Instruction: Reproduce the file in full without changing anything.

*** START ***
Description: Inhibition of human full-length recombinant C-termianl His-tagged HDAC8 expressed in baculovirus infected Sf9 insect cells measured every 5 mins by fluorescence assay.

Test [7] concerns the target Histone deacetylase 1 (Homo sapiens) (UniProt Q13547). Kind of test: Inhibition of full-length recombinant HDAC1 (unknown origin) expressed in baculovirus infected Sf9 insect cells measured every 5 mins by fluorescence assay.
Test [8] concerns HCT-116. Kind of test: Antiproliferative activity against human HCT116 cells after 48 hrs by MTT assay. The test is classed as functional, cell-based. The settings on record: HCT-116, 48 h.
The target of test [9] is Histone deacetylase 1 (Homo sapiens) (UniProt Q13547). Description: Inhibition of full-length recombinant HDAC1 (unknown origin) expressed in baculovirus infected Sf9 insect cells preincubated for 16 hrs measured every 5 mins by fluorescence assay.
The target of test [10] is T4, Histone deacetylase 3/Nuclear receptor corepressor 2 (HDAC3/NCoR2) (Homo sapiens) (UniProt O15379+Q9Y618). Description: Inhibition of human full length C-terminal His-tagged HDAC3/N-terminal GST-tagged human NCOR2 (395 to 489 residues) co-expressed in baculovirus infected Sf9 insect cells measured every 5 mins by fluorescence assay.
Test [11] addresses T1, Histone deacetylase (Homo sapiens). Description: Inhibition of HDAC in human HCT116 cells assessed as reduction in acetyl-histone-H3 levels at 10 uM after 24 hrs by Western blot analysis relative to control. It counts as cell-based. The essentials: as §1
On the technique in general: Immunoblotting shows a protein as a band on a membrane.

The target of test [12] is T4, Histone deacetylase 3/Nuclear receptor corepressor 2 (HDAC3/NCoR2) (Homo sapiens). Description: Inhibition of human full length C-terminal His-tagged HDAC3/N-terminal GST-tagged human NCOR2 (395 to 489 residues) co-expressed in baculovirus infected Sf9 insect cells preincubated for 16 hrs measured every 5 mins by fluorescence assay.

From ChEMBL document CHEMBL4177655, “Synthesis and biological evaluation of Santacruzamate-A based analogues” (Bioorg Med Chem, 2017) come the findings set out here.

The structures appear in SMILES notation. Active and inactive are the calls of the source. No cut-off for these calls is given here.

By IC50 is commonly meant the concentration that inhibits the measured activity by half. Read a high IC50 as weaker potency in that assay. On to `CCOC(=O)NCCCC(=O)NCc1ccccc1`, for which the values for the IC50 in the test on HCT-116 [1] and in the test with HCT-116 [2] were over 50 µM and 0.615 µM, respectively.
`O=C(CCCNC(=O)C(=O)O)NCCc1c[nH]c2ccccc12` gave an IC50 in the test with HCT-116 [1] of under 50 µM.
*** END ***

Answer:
Description: Inhibition of human full-length recombinant C-termianl His-tagged HDAC8 expressed in baculovirus infected Sf9 insect cells measured every 5 mins by fluorescence assay.

Test [7] concerns the target Histone deacetylase 1 (Homo sapiens) (UniProt Q13547). Kind of test: Inhibition of full-length recombinant HDAC1 (unknown origin) expressed in baculovirus infected Sf9 insect cells measured every 5 mins by fluorescence assay.
Test [8] concerns HCT-116. Kind of test: Antiproliferative activity against human HCT116 cells after 48 hrs by MTT assay. The test is classed as functional, cell-based. The settings on record: HCT-116, 48 h.
The target of test [9] is Histone deacetylase 1 (Homo sapiens) (UniProt Q13547). Description: Inhibition of full-length recombinant HDAC1 (unknown origin) expressed in baculovirus infected Sf9 insect cells preincubated for 16 hrs measured every 5 mins by fluorescence assay.
The target of test [10] is T4, Histone deacetylase 3/Nuclear receptor corepressor 2 (HDAC3/NCoR2) (Homo sapiens) (UniProt O15379+Q9Y618). Description: Inhibition of human full length C-terminal His-tagged HDAC3/N-terminal GST-tagged human NCOR2 (395 to 489 residues) co-expressed in baculovirus infected Sf9 insect cells measured every 5 mins by fluorescence assay.
Test [11] addresses T1, Histone deacetylase (Homo sapiens). Description: Inhibition of HDAC in human HCT116 cells assessed as reduction in acetyl-histone-H3 levels at 10 uM after 24 hrs by Western blot analysis relative to control. It counts as cell-based. The essentials: as §1
On the technique in general: Immunoblotting shows a protein as a band on a membrane.

The target of test [12] is T4, Histone deacetylase 3/Nuclear receptor corepressor 2 (HDAC3/NCoR2) (Homo sapiens). Description: Inhibition of human full length C-terminal His-tagged HDAC3/N-terminal GST-tagged human NCOR2 (395 to 489 residues) co-expressed in baculovirus infected Sf9 insect cells preincubated for 16 hrs measured every 5 mins by fluorescence assay.

From ChEMBL document CHEMBL4177655, “Synthesis and biological evaluation of Santacruzamate-A based analogues” (Bioorg Med Chem, 2017) come the findings set out here.

The structures appear in SMILES notation. Active and inactive are the calls of the source. No cut-off for these calls is given here.

By IC50 is commonly meant the concentration that inhibits the measured activity by half. Read a high IC50 as weaker potency in that assay. On to `CCOC(=O)NCCCC(=O)NCc1ccccc1`, for which the values for the IC50 in the test on HCT-116 [1] and in the test with HCT-116 [2] were over 50 µM and 0.615 µM, respectively.
`O=C(CCCNC(=O)C(=O)O)NCCc1c[nH]c2ccccc12` gave an IC50 in the test with HCT-116 [1] of under 50 µM.